I’m now up to P, Q and R in my A – Z of TBRs, a series of posts in which I take a fresh look at some of my TBRs to inspire me to read more of them, or maybe to decide not to bother reading them after all. This time I’ve included one e-book.
P – is for The Power House by John Buchan, a book I’ve had since 2014. I bought this book because I’d read and enjoyed John Buchan’s The Thirty-Nine Steps.
It’s a short book of just 108 pages and my copy has an introduction by Stella Rimington. She writes:
The Power House is one of the least known of Buchan’s mature works, a tale without a plot, and so full of holes that it calls to mind Samuel Johnson’s definition of a ‘network’ – ‘anything reticulated and desuccated at equal distances, with interstices between the intersections’. It is pure essence of Buchan – a demonstration of his magical power to weave a tale out of no materials but the threads and colours of his imagination.
When his friend Charles Pitt-Heron vanishes mysteriously, Sir Edward Leithen, MP, is at first only mildly concerned. But a series of strange events that follow Pitt-Heron’s disappearance convinces Leithen that he is dealing with a sinister secret society. Their code name is ‘The Power-House’.
I cast my mind back to gather recollections of Pitt-Heron, but all I could find was an impression of a brilliant, uncomfortable being, who had been too fond of the byways of life for my sober tastes. There was nothing crooked in him in the wrong sense, but there might be a good deal that was perverse. I remember consoling myself with the thought that, though he might shatter his wife’s nerves by his vagaries, he would scarcely break her heart.
To be watchful, I decided, was my business. And I could not get rid of the feeling that I might soon have cause for my vigilance. (page 9)
Q – is for The Queen’s Man by Sharon Penman (on my Kindle for two years). I bought this after reading her Sunne in Splendour, which I absolutely loved.
It’s set in AD 1183, when Richard the Lionheart is missing, thought to be dead and his brother Prince John is scheming to take the Crown. Justin de Quincy has just discovered his father is the Bishop of Chester. A dying man, a goldsmith, gives him a letter to deliver to Queen Eleanor, (Richard’s and John’s mother) which brings him into great danger as it reveals whether Richard is alive or dead.
Captured by Henry’s soldiers, she [Eleanor] was held prisoner for sixteen years, freed only by Henry’s death. Such a lengthy confinement would have broken most people. It had not broken Eleanor. The passionate young queen and the embittered, betrayed wife were ghosts long since laid to rest. Now in her seventy-first year, she was acclaimed and admired for her sagacity and shrewd counsel, reigning over England in her son’s absence, fiercely protective of his interests, proud matriarch of a great dynasty. A living legend. And this was the woman expecting a letter from a murdered goldsmith? Justin thought it highly unlikely. (location 323)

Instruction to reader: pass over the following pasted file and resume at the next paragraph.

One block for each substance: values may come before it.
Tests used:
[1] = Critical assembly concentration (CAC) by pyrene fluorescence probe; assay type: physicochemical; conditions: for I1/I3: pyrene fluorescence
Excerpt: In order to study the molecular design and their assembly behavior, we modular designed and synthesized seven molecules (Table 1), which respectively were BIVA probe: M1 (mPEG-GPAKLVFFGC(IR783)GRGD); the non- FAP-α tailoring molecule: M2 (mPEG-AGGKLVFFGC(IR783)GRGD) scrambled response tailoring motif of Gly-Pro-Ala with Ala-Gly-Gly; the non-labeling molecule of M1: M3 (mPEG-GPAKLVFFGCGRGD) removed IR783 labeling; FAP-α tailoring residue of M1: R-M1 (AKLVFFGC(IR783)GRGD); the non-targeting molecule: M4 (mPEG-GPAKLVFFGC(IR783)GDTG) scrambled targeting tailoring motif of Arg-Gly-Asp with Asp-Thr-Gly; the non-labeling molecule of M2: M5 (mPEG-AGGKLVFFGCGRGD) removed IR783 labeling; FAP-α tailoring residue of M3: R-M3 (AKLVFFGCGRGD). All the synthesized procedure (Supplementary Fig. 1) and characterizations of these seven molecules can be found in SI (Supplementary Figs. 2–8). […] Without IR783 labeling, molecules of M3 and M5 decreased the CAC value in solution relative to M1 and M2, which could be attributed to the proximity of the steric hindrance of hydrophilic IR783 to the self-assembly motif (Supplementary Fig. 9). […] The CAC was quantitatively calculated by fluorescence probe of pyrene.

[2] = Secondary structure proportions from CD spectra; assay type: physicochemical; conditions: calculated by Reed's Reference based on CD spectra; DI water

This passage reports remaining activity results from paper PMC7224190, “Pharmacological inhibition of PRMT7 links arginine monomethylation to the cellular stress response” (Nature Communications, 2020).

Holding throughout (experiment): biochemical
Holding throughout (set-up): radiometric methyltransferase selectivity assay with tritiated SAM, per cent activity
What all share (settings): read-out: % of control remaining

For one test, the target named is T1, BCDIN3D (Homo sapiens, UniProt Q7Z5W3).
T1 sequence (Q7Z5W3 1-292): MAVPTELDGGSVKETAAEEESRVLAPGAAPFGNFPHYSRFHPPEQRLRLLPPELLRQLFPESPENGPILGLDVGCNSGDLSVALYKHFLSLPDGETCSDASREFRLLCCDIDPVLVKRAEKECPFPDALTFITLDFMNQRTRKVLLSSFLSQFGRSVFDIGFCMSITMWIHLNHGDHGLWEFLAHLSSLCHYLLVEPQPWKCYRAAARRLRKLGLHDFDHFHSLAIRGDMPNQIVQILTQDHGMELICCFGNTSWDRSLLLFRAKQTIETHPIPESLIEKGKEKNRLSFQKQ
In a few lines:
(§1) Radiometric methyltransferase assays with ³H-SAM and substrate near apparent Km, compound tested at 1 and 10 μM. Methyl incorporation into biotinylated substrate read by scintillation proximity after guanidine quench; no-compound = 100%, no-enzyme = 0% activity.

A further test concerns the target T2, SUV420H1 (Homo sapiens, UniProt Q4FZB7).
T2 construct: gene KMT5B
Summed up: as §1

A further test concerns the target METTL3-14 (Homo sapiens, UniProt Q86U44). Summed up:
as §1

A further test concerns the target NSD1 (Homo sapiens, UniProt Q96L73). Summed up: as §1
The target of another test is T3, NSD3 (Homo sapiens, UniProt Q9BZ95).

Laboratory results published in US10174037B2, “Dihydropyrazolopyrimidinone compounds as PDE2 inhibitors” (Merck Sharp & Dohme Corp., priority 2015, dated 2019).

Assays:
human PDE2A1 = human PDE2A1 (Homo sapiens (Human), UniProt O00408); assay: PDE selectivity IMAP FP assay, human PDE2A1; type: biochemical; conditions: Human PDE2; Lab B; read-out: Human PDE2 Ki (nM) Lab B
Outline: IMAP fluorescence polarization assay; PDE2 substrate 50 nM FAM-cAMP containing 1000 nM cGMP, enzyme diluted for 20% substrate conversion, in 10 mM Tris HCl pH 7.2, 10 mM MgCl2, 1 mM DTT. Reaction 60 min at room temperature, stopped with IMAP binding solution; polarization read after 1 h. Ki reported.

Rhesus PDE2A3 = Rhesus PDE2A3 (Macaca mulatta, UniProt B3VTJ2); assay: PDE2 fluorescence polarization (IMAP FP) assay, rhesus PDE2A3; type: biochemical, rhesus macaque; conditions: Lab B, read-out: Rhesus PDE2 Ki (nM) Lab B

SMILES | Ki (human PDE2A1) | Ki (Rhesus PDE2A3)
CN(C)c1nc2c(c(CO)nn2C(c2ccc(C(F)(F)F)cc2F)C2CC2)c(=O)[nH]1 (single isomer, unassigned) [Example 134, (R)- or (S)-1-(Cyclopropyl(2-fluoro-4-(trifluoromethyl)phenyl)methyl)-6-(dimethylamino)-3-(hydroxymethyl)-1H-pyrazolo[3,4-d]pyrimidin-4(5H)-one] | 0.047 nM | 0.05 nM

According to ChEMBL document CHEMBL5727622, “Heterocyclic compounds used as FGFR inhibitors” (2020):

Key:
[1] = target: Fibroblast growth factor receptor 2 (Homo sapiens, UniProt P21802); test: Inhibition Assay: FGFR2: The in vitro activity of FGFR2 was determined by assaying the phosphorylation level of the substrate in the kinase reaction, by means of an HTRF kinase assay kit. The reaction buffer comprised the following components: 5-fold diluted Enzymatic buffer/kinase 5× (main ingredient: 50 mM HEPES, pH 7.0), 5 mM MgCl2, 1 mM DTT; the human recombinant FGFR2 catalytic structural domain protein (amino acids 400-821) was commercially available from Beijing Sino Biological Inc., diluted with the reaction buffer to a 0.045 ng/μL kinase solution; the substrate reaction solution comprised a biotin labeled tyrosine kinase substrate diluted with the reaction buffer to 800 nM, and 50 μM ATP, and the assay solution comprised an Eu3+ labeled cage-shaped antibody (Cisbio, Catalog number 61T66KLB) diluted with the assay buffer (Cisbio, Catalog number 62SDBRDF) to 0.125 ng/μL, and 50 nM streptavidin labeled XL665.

R– is for Resistance by Owen Sheers a book I’ve had for nearly ten years. One of the reasons I haven’t read this before now is that I couldn’t find it for a while until I discovered it out of order behind other books that I’d double-shelved. I can’t remember now what had prompted me to buy this book. Owen Sheers is an author, poet and playwright.
Resistance gives an alternative outcome to World War Two, one in which the D-Day landings had failed in 1944 and the Nazis had invaded the UK. Sarah Lewis wakes to discover her husband and all the men in the Welsh border valley of Olchon have gone. It’s the story of a community under siege.
The meeting with Atkins had happened too quickly for George to think on the consequences yet. His head was light, open, and he swung his scythe with a renewed energy. He felt exposed, as if a layer of skin had been shaved from him, bringing him into closer contact with the world. The blade’s edge against the young stalks of bracken, the calligraphy of the swallows above him. Everything seemed clearer, brought into sharper focus. Just an hour ago the war was a different country, the contours of which he’d traced through the newspapers, in radio reports. But now he was involved, connected. He had the strange sensation of his life simultaneously diminishing and expanding under the impression of Atkins’s words and for the second time that week he felt older than his seventeen years. (page 25)
What do you think? Do you fancy any of them? Would you ditch any of them?